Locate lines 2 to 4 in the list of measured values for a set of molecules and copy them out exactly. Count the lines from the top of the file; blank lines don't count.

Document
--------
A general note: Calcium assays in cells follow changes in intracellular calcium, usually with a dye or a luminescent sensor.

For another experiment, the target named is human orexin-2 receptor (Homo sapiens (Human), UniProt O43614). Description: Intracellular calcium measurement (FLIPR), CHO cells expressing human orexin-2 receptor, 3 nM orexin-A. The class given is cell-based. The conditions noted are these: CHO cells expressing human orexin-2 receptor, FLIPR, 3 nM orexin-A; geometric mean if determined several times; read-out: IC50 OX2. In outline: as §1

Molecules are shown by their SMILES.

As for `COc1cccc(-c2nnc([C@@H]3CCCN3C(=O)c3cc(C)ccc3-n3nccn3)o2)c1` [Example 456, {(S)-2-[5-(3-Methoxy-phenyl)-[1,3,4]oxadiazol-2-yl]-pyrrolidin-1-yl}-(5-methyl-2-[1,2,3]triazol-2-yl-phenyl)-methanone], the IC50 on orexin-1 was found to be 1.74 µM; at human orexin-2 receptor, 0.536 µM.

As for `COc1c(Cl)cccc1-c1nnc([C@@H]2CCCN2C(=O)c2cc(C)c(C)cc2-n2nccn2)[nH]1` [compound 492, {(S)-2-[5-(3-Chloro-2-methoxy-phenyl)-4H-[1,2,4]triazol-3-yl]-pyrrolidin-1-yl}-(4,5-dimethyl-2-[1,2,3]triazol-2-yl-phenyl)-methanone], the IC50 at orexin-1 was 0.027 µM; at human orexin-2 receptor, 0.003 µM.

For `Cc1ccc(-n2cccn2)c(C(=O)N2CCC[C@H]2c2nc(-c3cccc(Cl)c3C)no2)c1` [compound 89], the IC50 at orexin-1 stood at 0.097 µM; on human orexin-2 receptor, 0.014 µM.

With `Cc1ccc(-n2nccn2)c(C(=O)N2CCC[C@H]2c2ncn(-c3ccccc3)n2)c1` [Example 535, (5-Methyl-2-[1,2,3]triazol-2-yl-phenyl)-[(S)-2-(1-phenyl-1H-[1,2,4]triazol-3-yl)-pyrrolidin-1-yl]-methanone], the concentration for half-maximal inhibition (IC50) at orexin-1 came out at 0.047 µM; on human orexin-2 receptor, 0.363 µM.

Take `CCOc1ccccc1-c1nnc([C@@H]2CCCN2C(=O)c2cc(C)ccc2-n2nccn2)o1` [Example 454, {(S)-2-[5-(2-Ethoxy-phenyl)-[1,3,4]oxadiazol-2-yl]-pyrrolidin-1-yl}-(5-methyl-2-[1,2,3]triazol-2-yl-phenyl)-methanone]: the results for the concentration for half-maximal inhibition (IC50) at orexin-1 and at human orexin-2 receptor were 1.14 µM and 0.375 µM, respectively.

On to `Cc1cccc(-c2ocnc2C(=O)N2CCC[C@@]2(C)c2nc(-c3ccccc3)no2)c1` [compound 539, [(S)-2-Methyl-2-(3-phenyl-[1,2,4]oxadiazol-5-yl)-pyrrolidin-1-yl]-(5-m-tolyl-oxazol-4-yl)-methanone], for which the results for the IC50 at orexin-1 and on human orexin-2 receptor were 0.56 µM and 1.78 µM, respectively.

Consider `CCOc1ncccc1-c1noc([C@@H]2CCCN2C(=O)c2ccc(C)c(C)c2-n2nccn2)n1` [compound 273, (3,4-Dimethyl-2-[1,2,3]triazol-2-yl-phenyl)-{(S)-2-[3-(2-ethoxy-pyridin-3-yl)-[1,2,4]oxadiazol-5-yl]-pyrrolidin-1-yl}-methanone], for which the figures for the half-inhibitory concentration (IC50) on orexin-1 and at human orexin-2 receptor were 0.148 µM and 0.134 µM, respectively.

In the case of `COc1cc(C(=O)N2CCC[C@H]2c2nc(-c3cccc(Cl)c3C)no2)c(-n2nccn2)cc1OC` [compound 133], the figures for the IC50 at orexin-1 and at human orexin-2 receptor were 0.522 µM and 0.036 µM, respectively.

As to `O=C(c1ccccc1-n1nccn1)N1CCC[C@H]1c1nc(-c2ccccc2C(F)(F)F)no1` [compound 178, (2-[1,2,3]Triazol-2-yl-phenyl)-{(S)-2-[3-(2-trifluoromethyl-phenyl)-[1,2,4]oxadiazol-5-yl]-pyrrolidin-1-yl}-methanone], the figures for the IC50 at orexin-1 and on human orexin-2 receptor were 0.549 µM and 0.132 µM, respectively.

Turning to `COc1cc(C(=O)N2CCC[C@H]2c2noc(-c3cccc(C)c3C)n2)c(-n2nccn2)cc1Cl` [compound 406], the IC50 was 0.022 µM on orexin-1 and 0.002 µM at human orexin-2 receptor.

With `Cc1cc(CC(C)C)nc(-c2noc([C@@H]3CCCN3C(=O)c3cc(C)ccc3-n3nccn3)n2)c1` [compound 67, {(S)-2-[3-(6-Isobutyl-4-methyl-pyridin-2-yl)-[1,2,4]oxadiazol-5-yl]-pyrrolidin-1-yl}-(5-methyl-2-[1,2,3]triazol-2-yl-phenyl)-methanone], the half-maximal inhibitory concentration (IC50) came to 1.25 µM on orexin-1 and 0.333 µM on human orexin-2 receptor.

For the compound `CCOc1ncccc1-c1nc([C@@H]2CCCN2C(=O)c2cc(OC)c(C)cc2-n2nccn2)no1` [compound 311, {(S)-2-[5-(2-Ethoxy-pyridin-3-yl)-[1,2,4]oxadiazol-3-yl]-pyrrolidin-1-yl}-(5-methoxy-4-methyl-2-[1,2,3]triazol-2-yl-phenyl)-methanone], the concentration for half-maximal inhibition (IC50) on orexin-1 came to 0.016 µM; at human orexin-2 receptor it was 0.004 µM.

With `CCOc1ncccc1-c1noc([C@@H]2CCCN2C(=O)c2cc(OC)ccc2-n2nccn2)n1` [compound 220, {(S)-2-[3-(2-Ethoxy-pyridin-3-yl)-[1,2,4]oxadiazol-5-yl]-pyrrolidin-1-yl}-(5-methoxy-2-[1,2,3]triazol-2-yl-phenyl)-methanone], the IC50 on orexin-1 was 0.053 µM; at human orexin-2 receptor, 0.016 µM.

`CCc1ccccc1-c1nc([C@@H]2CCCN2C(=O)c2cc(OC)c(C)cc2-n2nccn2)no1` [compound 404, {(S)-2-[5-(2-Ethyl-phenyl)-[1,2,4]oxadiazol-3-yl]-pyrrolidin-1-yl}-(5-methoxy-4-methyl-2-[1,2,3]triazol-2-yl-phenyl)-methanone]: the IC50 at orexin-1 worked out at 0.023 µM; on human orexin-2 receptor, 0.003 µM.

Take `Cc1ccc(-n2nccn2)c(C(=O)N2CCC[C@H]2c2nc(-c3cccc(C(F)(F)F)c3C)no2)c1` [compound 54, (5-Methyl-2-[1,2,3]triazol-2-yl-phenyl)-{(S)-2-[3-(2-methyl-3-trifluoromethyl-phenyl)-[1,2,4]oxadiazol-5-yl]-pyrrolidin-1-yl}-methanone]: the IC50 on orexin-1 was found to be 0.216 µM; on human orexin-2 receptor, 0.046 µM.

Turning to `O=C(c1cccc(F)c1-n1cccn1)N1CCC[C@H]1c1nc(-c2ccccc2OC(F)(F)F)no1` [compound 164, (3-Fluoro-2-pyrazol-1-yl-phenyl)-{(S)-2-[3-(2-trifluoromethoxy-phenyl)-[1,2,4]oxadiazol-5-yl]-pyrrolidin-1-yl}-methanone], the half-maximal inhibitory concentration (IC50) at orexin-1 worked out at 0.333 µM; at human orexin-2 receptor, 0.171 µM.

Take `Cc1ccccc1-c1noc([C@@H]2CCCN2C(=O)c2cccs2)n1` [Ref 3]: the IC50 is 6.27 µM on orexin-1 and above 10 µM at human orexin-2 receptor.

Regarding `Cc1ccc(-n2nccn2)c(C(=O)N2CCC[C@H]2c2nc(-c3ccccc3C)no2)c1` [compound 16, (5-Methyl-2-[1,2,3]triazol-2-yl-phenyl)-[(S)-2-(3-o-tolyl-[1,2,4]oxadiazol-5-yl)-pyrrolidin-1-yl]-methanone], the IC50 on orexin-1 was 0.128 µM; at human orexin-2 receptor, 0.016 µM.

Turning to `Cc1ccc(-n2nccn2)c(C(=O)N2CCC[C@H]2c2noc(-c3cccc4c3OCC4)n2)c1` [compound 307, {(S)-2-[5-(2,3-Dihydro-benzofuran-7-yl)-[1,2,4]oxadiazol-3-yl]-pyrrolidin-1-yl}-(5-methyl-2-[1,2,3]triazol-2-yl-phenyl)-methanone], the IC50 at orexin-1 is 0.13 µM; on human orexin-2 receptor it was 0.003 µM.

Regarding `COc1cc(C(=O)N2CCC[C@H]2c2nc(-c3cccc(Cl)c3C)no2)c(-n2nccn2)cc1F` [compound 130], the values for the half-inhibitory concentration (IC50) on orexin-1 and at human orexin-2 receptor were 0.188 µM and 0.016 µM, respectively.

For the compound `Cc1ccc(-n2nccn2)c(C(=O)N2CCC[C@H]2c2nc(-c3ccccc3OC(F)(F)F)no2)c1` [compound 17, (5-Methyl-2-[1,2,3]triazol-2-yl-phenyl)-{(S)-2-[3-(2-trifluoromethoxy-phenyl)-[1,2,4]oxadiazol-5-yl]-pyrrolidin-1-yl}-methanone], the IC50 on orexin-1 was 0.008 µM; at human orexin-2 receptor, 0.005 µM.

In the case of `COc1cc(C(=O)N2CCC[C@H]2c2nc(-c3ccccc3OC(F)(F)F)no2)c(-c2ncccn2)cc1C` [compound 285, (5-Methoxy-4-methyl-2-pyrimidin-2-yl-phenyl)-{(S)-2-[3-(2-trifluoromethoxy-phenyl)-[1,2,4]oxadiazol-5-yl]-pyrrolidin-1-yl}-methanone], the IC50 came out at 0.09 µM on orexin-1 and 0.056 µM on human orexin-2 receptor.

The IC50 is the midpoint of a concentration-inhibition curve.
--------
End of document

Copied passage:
For another experiment, the target named is human orexin-2 receptor (Homo sapiens (Human), UniProt O43614). Description: Intracellular calcium measurement (FLIPR), CHO cells expressing human orexin-2 receptor, 3 nM orexin-A. The class given is cell-based. The conditions noted are these: CHO cells expressing human orexin-2 receptor, FLIPR, 3 nM orexin-A; geometric mean if determined several times; read-out: IC50 OX2. In outline: as §1

Molecules are shown by their SMILES.

As for `COc1cccc(-c2nnc([C@@H]3CCCN3C(=O)c3cc(C)ccc3-n3nccn3)o2)c1` [Example 456, {(S)-2-[5-(3-Methoxy-phenyl)-[1,3,4]oxadiazol-2-yl]-pyrrolidin-1-yl}-(5-methyl-2-[1,2,3]triazol-2-yl-phenyl)-methanone], the IC50 on orexin-1 was found to be 1.74 µM; at human orexin-2 receptor, 0.536 µM.